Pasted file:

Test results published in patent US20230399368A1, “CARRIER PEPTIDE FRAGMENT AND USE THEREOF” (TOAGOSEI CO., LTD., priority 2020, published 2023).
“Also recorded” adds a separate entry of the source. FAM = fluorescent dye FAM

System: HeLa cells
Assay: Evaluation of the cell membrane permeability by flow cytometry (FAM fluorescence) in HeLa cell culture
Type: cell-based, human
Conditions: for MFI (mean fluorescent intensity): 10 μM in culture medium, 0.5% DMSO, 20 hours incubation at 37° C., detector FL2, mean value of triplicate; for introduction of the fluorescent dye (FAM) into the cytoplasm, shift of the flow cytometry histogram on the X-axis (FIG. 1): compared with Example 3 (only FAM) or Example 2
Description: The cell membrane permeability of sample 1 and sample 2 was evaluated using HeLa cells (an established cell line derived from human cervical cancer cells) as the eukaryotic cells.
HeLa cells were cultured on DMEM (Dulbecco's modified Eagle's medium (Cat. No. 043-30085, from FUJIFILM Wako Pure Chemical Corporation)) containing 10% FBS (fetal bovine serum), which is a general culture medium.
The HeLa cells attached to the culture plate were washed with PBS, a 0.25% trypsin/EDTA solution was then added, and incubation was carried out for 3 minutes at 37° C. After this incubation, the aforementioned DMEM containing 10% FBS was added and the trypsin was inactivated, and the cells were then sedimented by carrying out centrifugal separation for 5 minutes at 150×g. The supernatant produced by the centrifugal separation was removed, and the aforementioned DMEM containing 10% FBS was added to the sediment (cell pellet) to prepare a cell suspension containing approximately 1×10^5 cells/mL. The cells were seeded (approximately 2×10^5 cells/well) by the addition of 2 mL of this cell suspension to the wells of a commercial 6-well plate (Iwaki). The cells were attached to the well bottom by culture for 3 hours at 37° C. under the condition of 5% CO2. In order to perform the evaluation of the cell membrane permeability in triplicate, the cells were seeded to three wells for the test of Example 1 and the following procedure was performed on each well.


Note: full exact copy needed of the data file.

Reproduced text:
Test results published in patent US20230399368A1, “CARRIER PEPTIDE FRAGMENT AND USE THEREOF” (TOAGOSEI CO., LTD., priority 2020, published 2023).
“Also recorded” adds a separate entry of the source. FAM = fluorescent dye FAM

System: HeLa cells
Assay: Evaluation of the cell membrane permeability by flow cytometry (FAM fluorescence) in HeLa cell culture
Type: cell-based, human
Conditions: for MFI (mean fluorescent intensity): 10 μM in culture medium, 0.5% DMSO, 20 hours incubation at 37° C., detector FL2, mean value of triplicate; for introduction of the fluorescent dye (FAM) into the cytoplasm, shift of the flow cytometry histogram on the X-axis (FIG. 1): compared with Example 3 (only FAM) or Example 2
Description: The cell membrane permeability of sample 1 and sample 2 was evaluated using HeLa cells (an established cell line derived from human cervical cancer cells) as the eukaryotic cells.
HeLa cells were cultured on DMEM (Dulbecco's modified Eagle's medium (Cat. No. 043-30085, from FUJIFILM Wako Pure Chemical Corporation)) containing 10% FBS (fetal bovine serum), which is a general culture medium.
The HeLa cells attached to the culture plate were washed with PBS, a 0.25% trypsin/EDTA solution was then added, and incubation was carried out for 3 minutes at 37° C. After this incubation, the aforementioned DMEM containing 10% FBS was added and the trypsin was inactivated, and the cells were then sedimented by carrying out centrifugal separation for 5 minutes at 150×g. The supernatant produced by the centrifugal separation was removed, and the aforementioned DMEM containing 10% FBS was added to the sediment (cell pellet) to prepare a cell suspension containing approximately 1×10^5 cells/mL. The cells were seeded (approximately 2×10^5 cells/well) by the addition of 2 mL of this cell suspension to the wells of a commercial 6-well plate (Iwaki). The cells were attached to the well bottom by culture for 3 hours at 37° C. under the condition of 5% CO2. In order to perform the evaluation of the cell membrane permeability in triplicate, the cells were seeded to three wells for the test of Example 1 and the following procedure was performed on each well.